LOS ANGELES (Reuters) – Beyoncé dominated the 2021 Grammy Award nominations yesterday in a field that favored alternative artists over mainstream musicians, topping the incredible rubbish for Canadian singer The Weeknd, who called the process “corrupt”
Beyoncé’s nine climates made her the second-highest-grossing Grammy artist in history, with a total of 79, and she came through projects that celebrated black culture in a year of racial turmoil in the United States.
The biggest closing for the highest honors in the music industry was The Weeknd, whose album “After Hours” was critically number 1 on the Billboard 200 chart in four weeks.
Variety called the omission of the R&B singer, who was chosen to play next year’s Super Bowl halftime show, “the greatest spirit in memory”.
“Grammys remain corrupt,” he said in a Twitter post at the weekend. “You owe it to me, to my fans and to the transparency in the industry.”
The chairman and interim director of the Recording Academy, Harvey Mason, said in a written statement that he understood the weekend’s disappointment.
“We were thrilled to learn that he was going to perform at the upcoming Super Bowl and we would like to make him perform on the Grammy stage last weekend. “Unfortunately, every year there are fewer nominations than the number of deserving artists,” Mason said.
In June, the academy, whose members select the nominees and vote for the winners, announced stricter rules on potential conflicts of interest in response to allegations that the selection process was open to rigging.
The Grammys will be presented in Los Angeles on January 31, hosted by Trevor Noah.
British singer Dua Lipa, pop star Taylor Swift and rapper Roddy Rich each received six nominations.
Swift and Dua Lipa will compete for the top prize – Album of the Year – alongside R&B singer Post Malone, British band Coldplay, female band Haim, avant-garde Briton Jacob Collier, US soul band Black Pumas and American Alternative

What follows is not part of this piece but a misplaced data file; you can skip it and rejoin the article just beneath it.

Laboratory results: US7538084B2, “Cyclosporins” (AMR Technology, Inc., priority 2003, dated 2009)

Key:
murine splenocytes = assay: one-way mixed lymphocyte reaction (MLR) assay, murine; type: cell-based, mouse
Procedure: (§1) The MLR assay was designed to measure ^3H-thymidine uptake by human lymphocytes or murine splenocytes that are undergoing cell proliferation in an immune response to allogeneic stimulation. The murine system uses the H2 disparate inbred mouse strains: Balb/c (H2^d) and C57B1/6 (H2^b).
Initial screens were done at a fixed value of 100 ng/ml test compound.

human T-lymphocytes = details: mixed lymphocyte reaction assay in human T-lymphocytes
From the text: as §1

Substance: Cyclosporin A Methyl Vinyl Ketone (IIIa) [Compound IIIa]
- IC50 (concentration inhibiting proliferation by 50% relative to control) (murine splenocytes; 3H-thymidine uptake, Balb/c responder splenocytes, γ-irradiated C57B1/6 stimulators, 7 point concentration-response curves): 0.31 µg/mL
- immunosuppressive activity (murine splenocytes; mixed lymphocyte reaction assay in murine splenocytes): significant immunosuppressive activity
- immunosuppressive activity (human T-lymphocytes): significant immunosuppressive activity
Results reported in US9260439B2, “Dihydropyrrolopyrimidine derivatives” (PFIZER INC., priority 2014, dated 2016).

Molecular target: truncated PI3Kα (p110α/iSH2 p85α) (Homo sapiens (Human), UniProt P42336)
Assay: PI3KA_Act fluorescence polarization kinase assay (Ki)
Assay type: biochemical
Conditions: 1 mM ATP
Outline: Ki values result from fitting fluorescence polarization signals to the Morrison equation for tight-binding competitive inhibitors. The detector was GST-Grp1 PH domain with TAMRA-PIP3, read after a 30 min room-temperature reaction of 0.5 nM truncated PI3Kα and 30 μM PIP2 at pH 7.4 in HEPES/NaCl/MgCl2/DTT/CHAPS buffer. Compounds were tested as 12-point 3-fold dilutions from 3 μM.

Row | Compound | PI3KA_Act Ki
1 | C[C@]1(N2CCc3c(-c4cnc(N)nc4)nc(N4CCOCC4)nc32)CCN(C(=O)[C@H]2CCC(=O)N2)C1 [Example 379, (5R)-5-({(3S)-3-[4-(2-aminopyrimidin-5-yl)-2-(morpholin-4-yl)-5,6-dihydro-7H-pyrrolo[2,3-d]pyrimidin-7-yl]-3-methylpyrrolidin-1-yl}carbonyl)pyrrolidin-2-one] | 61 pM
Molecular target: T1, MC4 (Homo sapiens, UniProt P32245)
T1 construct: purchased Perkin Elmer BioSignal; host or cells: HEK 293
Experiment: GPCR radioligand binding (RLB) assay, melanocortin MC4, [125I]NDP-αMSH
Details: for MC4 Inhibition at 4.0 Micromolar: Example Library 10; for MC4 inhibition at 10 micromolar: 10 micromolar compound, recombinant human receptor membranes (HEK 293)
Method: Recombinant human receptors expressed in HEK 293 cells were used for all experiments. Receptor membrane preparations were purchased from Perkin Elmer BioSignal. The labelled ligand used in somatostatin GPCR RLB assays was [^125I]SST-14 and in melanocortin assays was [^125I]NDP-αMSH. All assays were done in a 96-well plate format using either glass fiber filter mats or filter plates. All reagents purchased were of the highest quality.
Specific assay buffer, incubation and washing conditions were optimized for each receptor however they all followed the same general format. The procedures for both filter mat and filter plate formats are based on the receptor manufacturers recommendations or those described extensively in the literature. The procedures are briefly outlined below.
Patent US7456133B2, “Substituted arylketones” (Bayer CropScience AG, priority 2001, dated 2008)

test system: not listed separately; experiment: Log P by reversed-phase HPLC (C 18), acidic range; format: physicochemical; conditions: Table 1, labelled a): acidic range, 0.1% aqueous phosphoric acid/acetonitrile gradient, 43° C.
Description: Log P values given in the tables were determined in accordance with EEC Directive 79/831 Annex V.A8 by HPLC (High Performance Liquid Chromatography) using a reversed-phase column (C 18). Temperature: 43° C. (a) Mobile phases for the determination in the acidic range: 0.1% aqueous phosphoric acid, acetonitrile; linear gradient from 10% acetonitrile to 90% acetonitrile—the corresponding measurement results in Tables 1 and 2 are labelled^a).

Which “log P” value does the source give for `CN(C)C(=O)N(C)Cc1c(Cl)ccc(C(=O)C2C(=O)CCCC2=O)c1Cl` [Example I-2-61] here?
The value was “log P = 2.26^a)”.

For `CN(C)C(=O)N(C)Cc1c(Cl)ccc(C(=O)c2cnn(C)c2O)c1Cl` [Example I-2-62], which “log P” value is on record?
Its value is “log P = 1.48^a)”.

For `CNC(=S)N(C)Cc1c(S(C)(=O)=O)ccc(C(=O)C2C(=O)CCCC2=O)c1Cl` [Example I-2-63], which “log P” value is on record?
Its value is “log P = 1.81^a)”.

Billboard called the album, record, song of the year and Best New Artist nominations surprising for the range of “nominated superstars as well as newcomers from nowhere.”
Bob Dylan, 79, was left without a show despite recognition for his first new music album in eight years, Rough and Rowdy Ways, while established artists such as Katy Perry, Maren Morris, The Chicks, Halsey and Jonas Brothers all got zero. nominations.
But K-pop sensation BTS received its first major Grammy Award for the single “Dynamite” in the pop group’s best-performing field, a success in a South Korean group.
The best new art scene included rappers Megan T. Stallion and Doya Kat, as well as alternative artist Phoebe Bridgers and Noah Cyrus, Miley Cyrus’s younger sister.
Women, including Fiona Apple, Brittany Howard and newcomer Ingrid Andres, packed rock and country music, while Britain’s Harry Styles won his first Grammy love affair with three climates for his work on the album Fine Line.
Beyoncé was nominated for her song “Black Parade” and the visual album “Black is the King”, along with her collaboration with Megan T. Stallion on the single “Savage”. They were released during the summer of nationwide protests over the killing of black police officers in the United States.
Swift’s coronavirus lock-in album’s album’s return to the Album of the Year competition, while her single “Cardigan” was among the songs of the year.